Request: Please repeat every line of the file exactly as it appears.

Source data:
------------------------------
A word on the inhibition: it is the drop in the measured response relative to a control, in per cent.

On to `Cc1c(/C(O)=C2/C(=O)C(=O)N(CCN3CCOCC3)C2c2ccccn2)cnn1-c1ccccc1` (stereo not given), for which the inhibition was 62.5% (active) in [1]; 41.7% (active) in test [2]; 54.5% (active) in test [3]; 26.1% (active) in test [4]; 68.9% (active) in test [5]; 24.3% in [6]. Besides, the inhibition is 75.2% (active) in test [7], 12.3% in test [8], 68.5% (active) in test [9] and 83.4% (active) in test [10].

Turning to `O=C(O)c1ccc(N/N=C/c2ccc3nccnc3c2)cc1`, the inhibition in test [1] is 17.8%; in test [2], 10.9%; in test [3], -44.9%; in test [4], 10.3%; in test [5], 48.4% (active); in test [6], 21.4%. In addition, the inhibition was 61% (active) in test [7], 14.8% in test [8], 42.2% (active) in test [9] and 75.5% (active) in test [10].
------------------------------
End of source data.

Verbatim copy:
A word on the inhibition: it is the drop in the measured response relative to a control, in per cent.

On to `Cc1c(/C(O)=C2/C(=O)C(=O)N(CCN3CCOCC3)C2c2ccccn2)cnn1-c1ccccc1` (stereo not given), for which the inhibition was 62.5% (active) in [1]; 41.7% (active) in test [2]; 54.5% (active) in test [3]; 26.1% (active) in test [4]; 68.9% (active) in test [5]; 24.3% in [6]. Besides, the inhibition is 75.2% (active) in test [7], 12.3% in test [8], 68.5% (active) in test [9] and 83.4% (active) in test [10].

Turning to `O=C(O)c1ccc(N/N=C/c2ccc3nccnc3c2)cc1`, the inhibition in test [1] is 17.8%; in test [2], 10.9%; in test [3], -44.9%; in test [4], 10.3%; in test [5], 48.4% (active); in test [6], 21.4%. In addition, the inhibition was 61% (active) in test [7], 14.8% in test [8], 42.2% (active) in test [9] and 75.5% (active) in test [10].